—Michael Schwandt, MD, MPH, FRCPC


Creative Commons License
This work is licensed under a Creative Commons Attribution-NonCommercial-NoDerivatives 4.0 International License.


1.    BC Injury Research and Prevention Unit. Cost of injury in British Columbia. Accessed 25 April 2024. www.costofinjury.ca/bc/cost-of-injury-in-british-columbia.
2.    Office of the Provincial Health Officer, BC Ministry of Health. Where the rubber meets the road: Reducing the impact of motor vehicle crashes on health and well-being in BC. 2016. Accessed 25 April 2024. www2.gov.bc.ca/assets/gov/health/about-bc-s-health-care-system/office-of-the-provincial-health-officer/reports-publications/annual-reports/reducing-motor-vehicle-crashes-bc.pdf
3.    World Health Organization. Speed management: A road safety manual for decision-makers and practitioners. 2nd ed. 2023. Accessed 25 April 2024. www.who.int/publications/m/item/speed-management--a-road-safety-manual-for-decision-makers-and-practitioners.-2nd-edition.
4.    RoadSafetyBC. Module 1: Protecting people walking and cycling. In: BC community road safety toolkit. 2018. Accessed 25 April 2024. www2.gov.bc.ca/assets/gov/driving-and-transportation/driving/consequences/vision-zero/community_road_safety_toolkit_module1.pdf

Michael Schwandt, MD, MPH. Driving toward injury-free roadways. BCMJ, Vol. 66, No. , June, 2024, Page(s) - Editorials.

Above is the information needed to cite this article in your paper or presentation. The International Committee of Medical Journal Editors (ICMJE) recommends the following citation style, which is the now nearly universally accepted citation style for scientific papers:
Halpern SD, Ubel PA, Caplan AL, Marion DW, Palmer AM, Schiding JK, et al. Solid-organ transplantation in HIV-infected patients. N Engl J Med. 2002;347:284-7.

About the ICMJE and citation styles

The ICMJE is small group of editors of general medical journals who first met informally in Vancouver, British Columbia, in 1978 to establish guidelines for the format of manuscripts submitted to their journals. The group became known as the Vancouver Group. Its requirements for manuscripts, including formats for bibliographic references developed by the U.S. National Library of Medicine (NLM), were first published in 1979. The Vancouver Group expanded and evolved into the International Committee of Medical Journal Editors (ICMJE), which meets annually. The ICMJE created the Recommendations for the Conduct, Reporting, Editing, and Publication of Scholarly Work in Medical Journals to help authors and editors create and distribute accurate, clear, easily accessible reports of biomedical studies.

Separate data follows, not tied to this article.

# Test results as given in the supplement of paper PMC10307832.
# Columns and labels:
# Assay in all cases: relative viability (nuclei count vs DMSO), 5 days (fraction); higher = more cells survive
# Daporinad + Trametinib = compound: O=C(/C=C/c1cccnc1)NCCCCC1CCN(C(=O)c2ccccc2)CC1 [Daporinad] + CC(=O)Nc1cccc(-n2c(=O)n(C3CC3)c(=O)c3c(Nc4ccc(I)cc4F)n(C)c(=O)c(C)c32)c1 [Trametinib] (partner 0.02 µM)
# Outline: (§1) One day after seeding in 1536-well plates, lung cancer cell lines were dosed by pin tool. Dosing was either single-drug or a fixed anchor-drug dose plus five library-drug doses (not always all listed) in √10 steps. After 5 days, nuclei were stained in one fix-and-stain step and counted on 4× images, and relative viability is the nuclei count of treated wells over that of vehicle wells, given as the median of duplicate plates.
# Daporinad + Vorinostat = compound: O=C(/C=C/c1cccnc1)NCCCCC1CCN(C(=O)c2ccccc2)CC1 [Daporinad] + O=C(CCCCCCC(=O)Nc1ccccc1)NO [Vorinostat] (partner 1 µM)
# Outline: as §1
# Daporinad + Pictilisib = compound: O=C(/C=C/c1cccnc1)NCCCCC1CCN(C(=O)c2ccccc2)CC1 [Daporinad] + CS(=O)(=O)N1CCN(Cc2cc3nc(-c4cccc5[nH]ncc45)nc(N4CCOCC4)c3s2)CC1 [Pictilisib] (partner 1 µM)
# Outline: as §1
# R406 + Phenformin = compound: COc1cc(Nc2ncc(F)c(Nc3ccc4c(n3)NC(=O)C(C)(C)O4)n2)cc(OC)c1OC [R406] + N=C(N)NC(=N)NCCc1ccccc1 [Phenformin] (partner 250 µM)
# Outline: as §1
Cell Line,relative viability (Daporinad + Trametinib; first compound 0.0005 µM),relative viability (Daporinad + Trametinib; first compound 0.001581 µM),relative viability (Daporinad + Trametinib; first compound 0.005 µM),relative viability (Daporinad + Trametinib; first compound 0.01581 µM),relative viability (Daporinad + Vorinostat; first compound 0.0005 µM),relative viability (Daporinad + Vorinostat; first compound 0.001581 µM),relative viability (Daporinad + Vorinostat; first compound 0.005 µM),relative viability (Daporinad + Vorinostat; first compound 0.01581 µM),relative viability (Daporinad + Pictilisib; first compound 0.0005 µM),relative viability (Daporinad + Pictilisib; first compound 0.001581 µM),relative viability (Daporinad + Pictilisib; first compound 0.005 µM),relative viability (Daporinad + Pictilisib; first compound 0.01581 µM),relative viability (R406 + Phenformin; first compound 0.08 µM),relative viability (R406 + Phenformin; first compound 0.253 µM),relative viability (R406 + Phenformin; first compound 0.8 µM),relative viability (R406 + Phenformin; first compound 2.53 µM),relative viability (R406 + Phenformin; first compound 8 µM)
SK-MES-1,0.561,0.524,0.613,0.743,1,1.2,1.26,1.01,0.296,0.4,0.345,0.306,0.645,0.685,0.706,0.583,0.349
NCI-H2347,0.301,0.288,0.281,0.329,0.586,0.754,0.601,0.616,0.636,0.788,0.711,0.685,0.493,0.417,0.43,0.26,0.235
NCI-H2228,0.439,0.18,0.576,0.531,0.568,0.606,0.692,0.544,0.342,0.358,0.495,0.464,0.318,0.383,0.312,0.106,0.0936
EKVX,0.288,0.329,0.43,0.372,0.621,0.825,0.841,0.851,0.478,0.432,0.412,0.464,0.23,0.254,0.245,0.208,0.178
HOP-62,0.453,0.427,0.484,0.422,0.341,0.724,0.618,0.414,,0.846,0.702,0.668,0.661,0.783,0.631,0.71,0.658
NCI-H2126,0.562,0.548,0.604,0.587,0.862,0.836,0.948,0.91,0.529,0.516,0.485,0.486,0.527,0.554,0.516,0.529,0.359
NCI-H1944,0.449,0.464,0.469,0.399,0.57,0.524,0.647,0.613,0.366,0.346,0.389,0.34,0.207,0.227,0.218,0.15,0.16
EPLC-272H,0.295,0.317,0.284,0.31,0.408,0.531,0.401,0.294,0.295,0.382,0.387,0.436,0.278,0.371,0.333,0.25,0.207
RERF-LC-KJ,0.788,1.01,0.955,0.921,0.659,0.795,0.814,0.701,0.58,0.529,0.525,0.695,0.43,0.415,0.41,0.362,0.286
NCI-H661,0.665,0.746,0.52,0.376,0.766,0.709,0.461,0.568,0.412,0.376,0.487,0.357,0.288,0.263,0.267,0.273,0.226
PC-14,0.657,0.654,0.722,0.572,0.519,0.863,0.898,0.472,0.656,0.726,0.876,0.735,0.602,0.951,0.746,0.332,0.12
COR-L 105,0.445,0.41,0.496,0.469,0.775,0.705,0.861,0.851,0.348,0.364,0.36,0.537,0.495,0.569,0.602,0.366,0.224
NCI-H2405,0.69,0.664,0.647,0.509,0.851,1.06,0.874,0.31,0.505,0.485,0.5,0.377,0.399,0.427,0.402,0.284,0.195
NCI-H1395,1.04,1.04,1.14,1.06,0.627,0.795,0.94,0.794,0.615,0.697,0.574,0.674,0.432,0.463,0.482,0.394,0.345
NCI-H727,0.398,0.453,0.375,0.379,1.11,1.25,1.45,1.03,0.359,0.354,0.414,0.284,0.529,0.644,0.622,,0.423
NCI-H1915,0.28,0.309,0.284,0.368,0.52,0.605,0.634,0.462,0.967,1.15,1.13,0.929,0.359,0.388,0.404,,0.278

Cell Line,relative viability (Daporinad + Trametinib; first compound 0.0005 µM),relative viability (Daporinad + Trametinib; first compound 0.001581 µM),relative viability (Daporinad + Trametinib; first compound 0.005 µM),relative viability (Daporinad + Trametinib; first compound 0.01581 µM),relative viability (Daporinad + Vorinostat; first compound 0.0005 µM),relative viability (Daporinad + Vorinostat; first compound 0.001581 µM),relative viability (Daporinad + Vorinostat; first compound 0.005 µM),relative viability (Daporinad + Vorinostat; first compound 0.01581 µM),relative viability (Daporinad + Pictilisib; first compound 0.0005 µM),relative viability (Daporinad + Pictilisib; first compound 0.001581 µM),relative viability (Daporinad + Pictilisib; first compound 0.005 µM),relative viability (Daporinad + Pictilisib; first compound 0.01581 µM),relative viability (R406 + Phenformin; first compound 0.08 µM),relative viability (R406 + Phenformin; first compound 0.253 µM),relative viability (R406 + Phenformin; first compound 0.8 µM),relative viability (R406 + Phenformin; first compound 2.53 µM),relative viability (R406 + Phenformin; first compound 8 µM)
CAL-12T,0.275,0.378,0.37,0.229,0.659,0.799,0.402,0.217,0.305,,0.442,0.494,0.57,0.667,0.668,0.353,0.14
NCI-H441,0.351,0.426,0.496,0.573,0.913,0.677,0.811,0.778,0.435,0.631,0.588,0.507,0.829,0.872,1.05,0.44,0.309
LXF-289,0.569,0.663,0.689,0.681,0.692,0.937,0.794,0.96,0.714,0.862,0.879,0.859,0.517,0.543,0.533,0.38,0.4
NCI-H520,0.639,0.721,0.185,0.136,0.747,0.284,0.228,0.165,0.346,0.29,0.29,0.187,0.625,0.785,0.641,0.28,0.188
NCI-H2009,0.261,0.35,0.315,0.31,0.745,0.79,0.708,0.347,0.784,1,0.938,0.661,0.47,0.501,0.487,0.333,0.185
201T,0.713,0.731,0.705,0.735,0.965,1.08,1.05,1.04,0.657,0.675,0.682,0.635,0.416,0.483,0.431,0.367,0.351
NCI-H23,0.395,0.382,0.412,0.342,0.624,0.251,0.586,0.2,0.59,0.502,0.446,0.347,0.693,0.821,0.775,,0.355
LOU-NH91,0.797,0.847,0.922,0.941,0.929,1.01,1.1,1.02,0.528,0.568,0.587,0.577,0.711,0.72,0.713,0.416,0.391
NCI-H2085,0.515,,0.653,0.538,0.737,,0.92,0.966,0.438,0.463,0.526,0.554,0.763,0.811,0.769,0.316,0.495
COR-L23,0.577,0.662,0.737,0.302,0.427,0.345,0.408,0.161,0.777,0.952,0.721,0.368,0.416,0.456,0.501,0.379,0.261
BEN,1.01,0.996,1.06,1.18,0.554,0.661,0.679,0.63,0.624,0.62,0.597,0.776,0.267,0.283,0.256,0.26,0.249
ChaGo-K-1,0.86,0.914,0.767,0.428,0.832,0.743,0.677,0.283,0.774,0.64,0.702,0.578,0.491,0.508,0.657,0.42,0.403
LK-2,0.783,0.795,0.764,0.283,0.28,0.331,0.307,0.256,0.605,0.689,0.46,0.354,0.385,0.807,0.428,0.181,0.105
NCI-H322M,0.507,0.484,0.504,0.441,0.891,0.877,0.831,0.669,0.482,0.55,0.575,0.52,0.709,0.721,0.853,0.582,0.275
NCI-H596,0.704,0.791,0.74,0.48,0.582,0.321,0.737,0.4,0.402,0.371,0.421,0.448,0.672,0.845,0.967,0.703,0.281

An alternate version of ICMJE style is to additionally list the month an issue number, but since most journals use continuous pagination, the shorter form provides sufficient information to locate the reference. The NLM now lists all authors.

BCMJ standard citation style is a slight modification of the ICMJE/NLM style, as follows:

  • Only the first three authors are listed, followed by "et al."
  • There is no period after the journal name.
  • Page numbers are not abbreviated.

For more information on the ICMJE Recommendations for the Conduct, Reporting, Editing, and Publication of Scholarly Work in Medical Journals, visit www.icmje.org

BCMJ Guidelines for Authors

Leave a Reply